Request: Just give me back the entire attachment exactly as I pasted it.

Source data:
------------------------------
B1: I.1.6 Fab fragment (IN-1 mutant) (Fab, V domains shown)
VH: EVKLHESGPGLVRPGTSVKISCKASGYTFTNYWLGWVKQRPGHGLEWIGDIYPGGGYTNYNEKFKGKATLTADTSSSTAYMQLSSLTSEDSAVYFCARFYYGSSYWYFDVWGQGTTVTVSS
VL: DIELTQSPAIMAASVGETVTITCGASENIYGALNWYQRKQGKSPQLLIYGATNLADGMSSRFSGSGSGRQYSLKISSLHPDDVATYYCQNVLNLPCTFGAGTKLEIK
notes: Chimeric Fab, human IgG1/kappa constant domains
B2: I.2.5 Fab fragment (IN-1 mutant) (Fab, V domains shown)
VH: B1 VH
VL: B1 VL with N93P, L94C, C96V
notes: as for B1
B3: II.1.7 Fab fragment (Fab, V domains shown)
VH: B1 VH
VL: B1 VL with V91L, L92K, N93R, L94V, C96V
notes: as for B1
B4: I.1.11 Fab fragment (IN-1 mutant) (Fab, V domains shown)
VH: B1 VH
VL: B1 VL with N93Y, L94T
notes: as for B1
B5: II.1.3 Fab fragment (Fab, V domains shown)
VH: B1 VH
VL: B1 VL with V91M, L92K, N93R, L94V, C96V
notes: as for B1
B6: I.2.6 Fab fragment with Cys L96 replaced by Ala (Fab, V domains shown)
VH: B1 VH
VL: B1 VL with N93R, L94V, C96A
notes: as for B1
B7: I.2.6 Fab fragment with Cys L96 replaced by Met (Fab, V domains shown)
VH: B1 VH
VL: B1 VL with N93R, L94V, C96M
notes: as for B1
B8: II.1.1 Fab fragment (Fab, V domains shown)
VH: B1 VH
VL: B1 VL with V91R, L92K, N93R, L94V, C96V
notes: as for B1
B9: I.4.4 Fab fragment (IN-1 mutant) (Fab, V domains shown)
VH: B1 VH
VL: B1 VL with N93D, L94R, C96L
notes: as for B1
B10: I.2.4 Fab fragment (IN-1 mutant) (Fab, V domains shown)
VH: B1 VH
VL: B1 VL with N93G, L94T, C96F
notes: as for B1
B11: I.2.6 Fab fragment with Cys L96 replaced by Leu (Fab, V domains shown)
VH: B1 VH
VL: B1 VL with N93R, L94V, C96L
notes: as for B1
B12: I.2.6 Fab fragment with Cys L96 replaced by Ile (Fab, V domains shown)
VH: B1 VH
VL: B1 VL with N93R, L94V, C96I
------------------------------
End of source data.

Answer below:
B1: I.1.6 Fab fragment (IN-1 mutant) (Fab, V domains shown)
VH: EVKLHESGPGLVRPGTSVKISCKASGYTFTNYWLGWVKQRPGHGLEWIGDIYPGGGYTNYNEKFKGKATLTADTSSSTAYMQLSSLTSEDSAVYFCARFYYGSSYWYFDVWGQGTTVTVSS
VL: DIELTQSPAIMAASVGETVTITCGASENIYGALNWYQRKQGKSPQLLIYGATNLADGMSSRFSGSGSGRQYSLKISSLHPDDVATYYCQNVLNLPCTFGAGTKLEIK
notes: Chimeric Fab, human IgG1/kappa constant domains
B2: I.2.5 Fab fragment (IN-1 mutant) (Fab, V domains shown)
VH: B1 VH
VL: B1 VL with N93P, L94C, C96V
notes: as for B1
B3: II.1.7 Fab fragment (Fab, V domains shown)
VH: B1 VH
VL: B1 VL with V91L, L92K, N93R, L94V, C96V
notes: as for B1
B4: I.1.11 Fab fragment (IN-1 mutant) (Fab, V domains shown)
VH: B1 VH
VL: B1 VL with N93Y, L94T
notes: as for B1
B5: II.1.3 Fab fragment (Fab, V domains shown)
VH: B1 VH
VL: B1 VL with V91M, L92K, N93R, L94V, C96V
notes: as for B1
B6: I.2.6 Fab fragment with Cys L96 replaced by Ala (Fab, V domains shown)
VH: B1 VH
VL: B1 VL with N93R, L94V, C96A
notes: as for B1
B7: I.2.6 Fab fragment with Cys L96 replaced by Met (Fab, V domains shown)
VH: B1 VH
VL: B1 VL with N93R, L94V, C96M
notes: as for B1
B8: II.1.1 Fab fragment (Fab, V domains shown)
VH: B1 VH
VL: B1 VL with V91R, L92K, N93R, L94V, C96V
notes: as for B1
B9: I.4.4 Fab fragment (IN-1 mutant) (Fab, V domains shown)
VH: B1 VH
VL: B1 VL with N93D, L94R, C96L
notes: as for B1
B10: I.2.4 Fab fragment (IN-1 mutant) (Fab, V domains shown)
VH: B1 VH
VL: B1 VL with N93G, L94T, C96F
notes: as for B1
B11: I.2.6 Fab fragment with Cys L96 replaced by Leu (Fab, V domains shown)
VH: B1 VH
VL: B1 VL with N93R, L94V, C96L
notes: as for B1
B12: I.2.6 Fab fragment with Cys L96 replaced by Ile (Fab, V domains shown)
VH: B1 VH
VL: B1 VL with N93R, L94V, C96I